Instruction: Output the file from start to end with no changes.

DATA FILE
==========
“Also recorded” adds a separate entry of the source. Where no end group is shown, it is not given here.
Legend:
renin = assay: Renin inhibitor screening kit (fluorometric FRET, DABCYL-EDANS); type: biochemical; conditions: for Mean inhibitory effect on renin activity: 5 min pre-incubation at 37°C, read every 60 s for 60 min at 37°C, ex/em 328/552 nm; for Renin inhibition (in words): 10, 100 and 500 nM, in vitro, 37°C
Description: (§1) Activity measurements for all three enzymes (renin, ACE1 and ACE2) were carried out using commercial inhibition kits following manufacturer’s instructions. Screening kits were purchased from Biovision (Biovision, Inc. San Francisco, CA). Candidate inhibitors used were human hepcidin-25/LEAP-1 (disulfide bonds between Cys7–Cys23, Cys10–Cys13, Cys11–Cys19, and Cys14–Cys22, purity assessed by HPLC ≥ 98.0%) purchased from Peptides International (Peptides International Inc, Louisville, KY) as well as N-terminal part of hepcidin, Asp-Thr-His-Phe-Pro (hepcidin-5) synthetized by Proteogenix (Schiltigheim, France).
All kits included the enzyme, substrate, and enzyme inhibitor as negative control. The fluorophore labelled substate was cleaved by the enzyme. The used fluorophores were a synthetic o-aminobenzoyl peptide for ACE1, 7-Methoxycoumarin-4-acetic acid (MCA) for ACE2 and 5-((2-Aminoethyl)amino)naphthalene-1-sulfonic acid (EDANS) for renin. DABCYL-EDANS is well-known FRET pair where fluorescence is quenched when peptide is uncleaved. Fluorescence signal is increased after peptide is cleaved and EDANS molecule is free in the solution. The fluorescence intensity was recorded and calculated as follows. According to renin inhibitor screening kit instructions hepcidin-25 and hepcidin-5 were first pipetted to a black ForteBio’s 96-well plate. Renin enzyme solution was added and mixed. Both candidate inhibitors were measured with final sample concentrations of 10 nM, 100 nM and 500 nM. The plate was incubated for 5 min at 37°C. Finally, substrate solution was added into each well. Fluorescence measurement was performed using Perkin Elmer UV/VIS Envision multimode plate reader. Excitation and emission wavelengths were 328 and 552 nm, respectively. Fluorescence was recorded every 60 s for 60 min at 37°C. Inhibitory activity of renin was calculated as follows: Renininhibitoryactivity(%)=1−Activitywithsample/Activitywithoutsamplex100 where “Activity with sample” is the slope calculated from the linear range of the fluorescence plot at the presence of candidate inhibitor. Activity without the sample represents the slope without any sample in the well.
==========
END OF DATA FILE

“Also recorded” adds a separate entry of the source. Where no end group is shown, it is not given here.
Legend:
renin = assay: Renin inhibitor screening kit (fluorometric FRET, DABCYL-EDANS); type: biochemical; conditions: for Mean inhibitory effect on renin activity: 5 min pre-incubation at 37°C, read every 60 s for 60 min at 37°C, ex/em 328/552 nm; for Renin inhibition (in words): 10, 100 and 500 nM, in vitro, 37°C
Description: (§1) Activity measurements for all three enzymes (renin, ACE1 and ACE2) were carried out using commercial inhibition kits following manufacturer’s instructions. Screening kits were purchased from Biovision (Biovision, Inc. San Francisco, CA). Candidate inhibitors used were human hepcidin-25/LEAP-1 (disulfide bonds between Cys7–Cys23, Cys10–Cys13, Cys11–Cys19, and Cys14–Cys22, purity assessed by HPLC ≥ 98.0%) purchased from Peptides International (Peptides International Inc, Louisville, KY) as well as N-terminal part of hepcidin, Asp-Thr-His-Phe-Pro (hepcidin-5) synthetized by Proteogenix (Schiltigheim, France).
All kits included the enzyme, substrate, and enzyme inhibitor as negative control. The fluorophore labelled substate was cleaved by the enzyme. The used fluorophores were a synthetic o-aminobenzoyl peptide for ACE1, 7-Methoxycoumarin-4-acetic acid (MCA) for ACE2 and 5-((2-Aminoethyl)amino)naphthalene-1-sulfonic acid (EDANS) for renin. DABCYL-EDANS is well-known FRET pair where fluorescence is quenched when peptide is uncleaved. Fluorescence signal is increased after peptide is cleaved and EDANS molecule is free in the solution. The fluorescence intensity was recorded and calculated as follows. According to renin inhibitor screening kit instructions hepcidin-25 and hepcidin-5 were first pipetted to a black ForteBio’s 96-well plate. Renin enzyme solution was added and mixed. Both candidate inhibitors were measured with final sample concentrations of 10 nM, 100 nM and 500 nM. The plate was incubated for 5 min at 37°C. Finally, substrate solution was added into each well. Fluorescence measurement was performed using Perkin Elmer UV/VIS Envision multimode plate reader. Excitation and emission wavelengths were 328 and 552 nm, respectively. Fluorescence was recorded every 60 s for 60 min at 37°C. Inhibitory activity of renin was calculated as follows: Renininhibitoryactivity(%)=1−Activitywithsample/Activitywithoutsamplex100 where “Activity with sample” is the slope calculated from the linear range of the fluorescence plot at the presence of candidate inhibitor. Activity without the sample represents the slope without any sample in the well.